Janette Sherman, a physician and toxicology researcher known for her work on radiation, pesticides, and breast cancer, died November 7 at an assisted-living facility in Alexandria, Virginia, according to The Washington Post. She was 89 years old and had dementia and the adrenal disorder Addison’s disease.
“She was absolutely a champion for the underdog,” her daughter, Connie Bigelow, tells The Scientist.
Sherman was born Janette Dexter Miller on July 10, 1930 in Buffalo, New York. She received bachelor’s degrees in biology and chemistry at Western Michigan College of Education (now Western Michigan University) in 1952 and completed medical school at Wayne State University in Detroit in 1964.
Sherman began to do legal work in toxicology in the 1970s after realizing that a series of her patients who worked in the automobile industry had developed health problems from arsenic exposure. She served as...
Sherman was a prolific researcher, starting with her work at the Radiation Laboratory of the University of California, Berkeley (now the Lawrence Berkeley National Laboratory) in 1952. In later years, she collaborated with the nonprofit Radiation and Public Health Project on multiple studies of radiation levels in the baby teeth of children who lived near nuclear reactors. Her experience as a physician and researcher also led her to advise government agencies on breast cancer and on pesticides. Sherman was a member of the advisory board for the Environmental Protection Agency Toxic Substances Control Act of 1976, which regulated the safety of new and existing chemicals. She was a professor of oncology and medicine at Wayne State from 1976–1988.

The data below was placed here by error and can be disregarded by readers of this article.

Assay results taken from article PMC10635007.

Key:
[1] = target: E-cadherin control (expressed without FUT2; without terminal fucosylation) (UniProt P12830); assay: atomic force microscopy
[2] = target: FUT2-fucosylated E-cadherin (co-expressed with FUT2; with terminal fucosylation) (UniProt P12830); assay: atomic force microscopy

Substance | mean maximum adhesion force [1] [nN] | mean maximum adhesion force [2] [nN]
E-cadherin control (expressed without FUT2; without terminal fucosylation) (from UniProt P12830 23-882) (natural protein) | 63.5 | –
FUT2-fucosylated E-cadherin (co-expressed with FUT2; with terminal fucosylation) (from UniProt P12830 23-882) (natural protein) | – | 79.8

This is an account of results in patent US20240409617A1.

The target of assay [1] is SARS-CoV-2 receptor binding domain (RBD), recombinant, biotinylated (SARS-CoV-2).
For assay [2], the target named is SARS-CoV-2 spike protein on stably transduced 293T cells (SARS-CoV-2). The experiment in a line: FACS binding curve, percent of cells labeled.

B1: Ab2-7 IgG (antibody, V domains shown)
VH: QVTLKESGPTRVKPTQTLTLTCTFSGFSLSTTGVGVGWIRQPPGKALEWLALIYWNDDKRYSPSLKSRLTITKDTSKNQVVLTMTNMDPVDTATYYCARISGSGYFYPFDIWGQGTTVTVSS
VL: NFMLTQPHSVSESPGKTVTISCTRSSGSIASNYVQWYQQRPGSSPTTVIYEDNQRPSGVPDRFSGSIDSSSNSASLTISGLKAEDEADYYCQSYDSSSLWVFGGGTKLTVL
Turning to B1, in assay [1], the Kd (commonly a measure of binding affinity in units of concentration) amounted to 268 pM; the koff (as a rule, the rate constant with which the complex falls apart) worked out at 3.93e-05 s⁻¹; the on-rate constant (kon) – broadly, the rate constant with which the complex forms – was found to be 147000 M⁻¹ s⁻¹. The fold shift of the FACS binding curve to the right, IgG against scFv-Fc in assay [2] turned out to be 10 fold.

In addition, she wrote two books: Chemical Exposure and Disease: Diagnostic and Investigative Techniques, published in 1988, and Life’s Delicate Balance: Causes and Prevention of Breast Cancer in 2000. She also edited a book on Chernobyl that estimated a much larger death count from radiation than was previously thought.
“She was very determined to get the truth out so that future generations wouldn’t have to suffer. . . . She was very happy about what she had done for the planet,” Joseph Mangano, executive director of the Radiation and Public Health Project, tells The Scientist.
Sherman left private practice in 1994, but continued to do research and serve as a consultant on radiation and toxic illness in her later years. “She continued speaking and writing really until she could not do it anymore,” says Bigelow, adding that in addition to her scientific work, Sherman had a rich personal life. She started playing the cello at age 56 and attained her goal of playing in a community orchestra.
In 2006, she received a Foremother Lifetime Achievement Award from the National Center for Health Research for her contributions to public health.
Sherman was married three times. Her third husband, Donald Nevinger, died in 2005. She is survived by two children, two stepchildren, and five grandchildren.
Emily Makowski is an intern at The Scientist. Email her at email@example.com.